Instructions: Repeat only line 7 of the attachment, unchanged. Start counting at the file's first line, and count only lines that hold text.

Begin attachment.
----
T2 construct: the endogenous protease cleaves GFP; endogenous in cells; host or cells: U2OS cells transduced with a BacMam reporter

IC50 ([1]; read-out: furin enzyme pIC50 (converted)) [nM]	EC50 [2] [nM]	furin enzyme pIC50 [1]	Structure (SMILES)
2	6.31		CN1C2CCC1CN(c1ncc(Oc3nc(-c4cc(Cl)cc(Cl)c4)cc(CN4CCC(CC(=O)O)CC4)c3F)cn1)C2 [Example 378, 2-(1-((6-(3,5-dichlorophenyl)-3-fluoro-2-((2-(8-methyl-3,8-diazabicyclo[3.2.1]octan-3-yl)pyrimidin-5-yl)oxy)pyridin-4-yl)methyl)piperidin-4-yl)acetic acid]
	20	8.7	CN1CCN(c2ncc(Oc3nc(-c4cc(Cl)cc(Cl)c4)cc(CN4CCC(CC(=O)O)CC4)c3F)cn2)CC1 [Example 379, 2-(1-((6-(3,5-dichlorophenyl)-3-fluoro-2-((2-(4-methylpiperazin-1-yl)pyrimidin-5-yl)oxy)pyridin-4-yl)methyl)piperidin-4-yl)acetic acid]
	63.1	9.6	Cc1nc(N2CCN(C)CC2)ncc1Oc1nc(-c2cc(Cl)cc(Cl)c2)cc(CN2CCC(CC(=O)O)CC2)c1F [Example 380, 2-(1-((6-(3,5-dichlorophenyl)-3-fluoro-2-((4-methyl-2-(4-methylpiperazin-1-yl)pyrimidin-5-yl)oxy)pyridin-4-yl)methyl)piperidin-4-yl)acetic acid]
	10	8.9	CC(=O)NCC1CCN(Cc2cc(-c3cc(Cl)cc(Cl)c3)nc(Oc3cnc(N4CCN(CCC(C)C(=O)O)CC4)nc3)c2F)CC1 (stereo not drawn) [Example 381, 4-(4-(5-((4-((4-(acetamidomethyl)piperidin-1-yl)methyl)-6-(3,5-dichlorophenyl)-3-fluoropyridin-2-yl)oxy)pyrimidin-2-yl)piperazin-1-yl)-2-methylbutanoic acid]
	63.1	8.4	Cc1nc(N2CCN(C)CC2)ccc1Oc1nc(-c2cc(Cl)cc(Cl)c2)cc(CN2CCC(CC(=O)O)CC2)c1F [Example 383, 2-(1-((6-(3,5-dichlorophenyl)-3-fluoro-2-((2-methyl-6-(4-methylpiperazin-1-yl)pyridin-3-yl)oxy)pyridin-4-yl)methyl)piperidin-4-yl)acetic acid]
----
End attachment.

	63.1	8.4	Cc1nc(N2CCN(C)CC2)ccc1Oc1nc(-c2cc(Cl)cc(Cl)c2)cc(CN2CCC(CC(=O)O)CC2)c1F [Example 383, 2-(1-((6-(3,5-dichlorophenyl)-3-fluoro-2-((2-methyl-6-(4-methylpiperazin-1-yl)pyridin-3-yl)oxy)pyridin-4-yl)methyl)piperidin-4-yl)acetic acid]